By Cornelis C. Goslinga
To English-speaking historians, the writer of this publication, a Dutchman who for a few years now unearths his base on the college of Florida, turned popular while his The Dutch within the Caribbean and at the Wild Coast, 158~I680 used to be released in 1972. at the moment Professor Goslinga, who ahead of his educational occupation within the usa, lived for a longer interval in Cura~ao, Netherlands Antilles, had already got a great recognition between Dutch Caribbeanists by way of his manifold courses on social, political and maritime features of Dutch West Indian background. by means of his education, pursuits and current place, Dr. Goslinga would appear to me to be singularly well-equipped to put in writing a complete background - geared to an English-speaking collage public - of what used to be referred to as the Netherlands West Indies. the current e-book is the made from this expert apparatus and of his lengthy instructing adventure. it's going to pass a ways in filling the outdated and huge hole in old info in this a part of the previous Dutch empire, and that i desire an both large yet more youthful viewers will relish it.
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Additional resources for A Short History of the Netherlands Antilles and Surinam
The Dutch arrived at their destination early in the morning of Palm Sunday, March 20. While many of the smaller ships circled around the island to prevent outside interference, six or seven of the larger ships sailed into Kay Bay and disembarked troops beyond the range of the Spaniard's guns. Commanding the island was one Guajardo Fajardo, who immediately had all available supplies as well as most of the cattle brought within the walls of the fort. Stuyvesant, having decided to direct the first blow against this stronghold, planted his men on the crests of the surrounding hills from where they had an unrestricted view of the entire area, controlled all points 32 CURA<;AO AS WAR BASE of access to the wells, and could cut off the Spaniards from escape into the neighboring wilderness.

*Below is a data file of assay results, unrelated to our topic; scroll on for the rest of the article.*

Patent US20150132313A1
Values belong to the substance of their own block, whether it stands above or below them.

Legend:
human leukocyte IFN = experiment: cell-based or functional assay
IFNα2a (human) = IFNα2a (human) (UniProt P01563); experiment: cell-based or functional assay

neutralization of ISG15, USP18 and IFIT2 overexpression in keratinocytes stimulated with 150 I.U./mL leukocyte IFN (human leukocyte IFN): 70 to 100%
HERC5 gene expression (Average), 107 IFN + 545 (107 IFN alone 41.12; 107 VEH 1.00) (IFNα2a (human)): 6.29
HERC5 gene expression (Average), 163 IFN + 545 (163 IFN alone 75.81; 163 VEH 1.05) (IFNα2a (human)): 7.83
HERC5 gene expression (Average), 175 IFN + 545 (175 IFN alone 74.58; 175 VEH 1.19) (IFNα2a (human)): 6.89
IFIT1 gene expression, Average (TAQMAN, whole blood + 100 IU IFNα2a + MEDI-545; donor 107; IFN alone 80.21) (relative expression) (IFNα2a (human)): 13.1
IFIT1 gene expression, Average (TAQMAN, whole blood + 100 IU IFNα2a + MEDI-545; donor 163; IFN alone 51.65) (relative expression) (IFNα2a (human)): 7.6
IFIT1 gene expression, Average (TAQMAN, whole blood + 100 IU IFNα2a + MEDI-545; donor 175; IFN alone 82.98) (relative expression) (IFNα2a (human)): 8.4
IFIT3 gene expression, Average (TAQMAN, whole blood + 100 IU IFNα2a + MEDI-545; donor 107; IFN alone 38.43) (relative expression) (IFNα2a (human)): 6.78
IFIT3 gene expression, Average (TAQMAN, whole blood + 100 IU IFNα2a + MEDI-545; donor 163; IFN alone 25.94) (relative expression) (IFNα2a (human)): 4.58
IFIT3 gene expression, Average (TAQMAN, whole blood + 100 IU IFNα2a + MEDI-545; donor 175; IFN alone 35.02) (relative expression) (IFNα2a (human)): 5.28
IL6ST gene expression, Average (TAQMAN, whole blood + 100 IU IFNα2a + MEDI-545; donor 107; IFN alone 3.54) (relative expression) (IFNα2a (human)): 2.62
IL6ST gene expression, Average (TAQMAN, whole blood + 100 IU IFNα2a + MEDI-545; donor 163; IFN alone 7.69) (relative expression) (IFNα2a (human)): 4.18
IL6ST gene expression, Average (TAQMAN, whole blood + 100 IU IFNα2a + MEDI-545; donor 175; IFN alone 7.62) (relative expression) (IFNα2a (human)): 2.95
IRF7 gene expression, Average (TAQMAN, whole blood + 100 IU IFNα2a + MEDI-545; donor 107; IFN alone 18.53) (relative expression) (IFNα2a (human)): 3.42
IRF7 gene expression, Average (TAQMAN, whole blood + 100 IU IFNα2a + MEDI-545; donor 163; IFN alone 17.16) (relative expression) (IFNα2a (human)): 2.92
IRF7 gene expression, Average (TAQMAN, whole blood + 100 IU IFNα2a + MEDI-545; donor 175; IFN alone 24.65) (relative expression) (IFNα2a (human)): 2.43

Although the WIC had never claimed any exclusive rights in the Caribbean, it had built up a commercial empire embracing French, English, and Spanish colonies. The Peace of Breda put an end to this Dutch supremacy. Hereafter, the English Navigation Laws were rigidly enforced, while French colonial policy actively restricted trade with the French Antilles. Although Dutch ships were still numerous enough five years later, to unite the English and French in an anti-Dutch campaign, the ensuing struggle gave the coup de grace to the moribund West India Company.
The sea was rough and the night moonless. Fuenmayor almost drowned in the surf, and some of his men actually did. On shore at last, the Spaniards found the small wooden fort in flames, and no trace of the Dutch occupants, who had apparently decided to surrender the island without a fight and, after setting fire to their settlement, had sailed away to inform the governor at Curacao. Fuenmayor remained on Bonaire for an entire week, discussing the perplexing situation with his war council. The majority opinion of this body was that the Spanish forces were much too weak to attack the main island, and, although Fuenmayor accused some of his officers of piercing holes in their own ships in order to prevent action, he was ultimately forced to give in.
A Short History of the Netherlands Antilles and Surinam by Cornelis C. Goslinga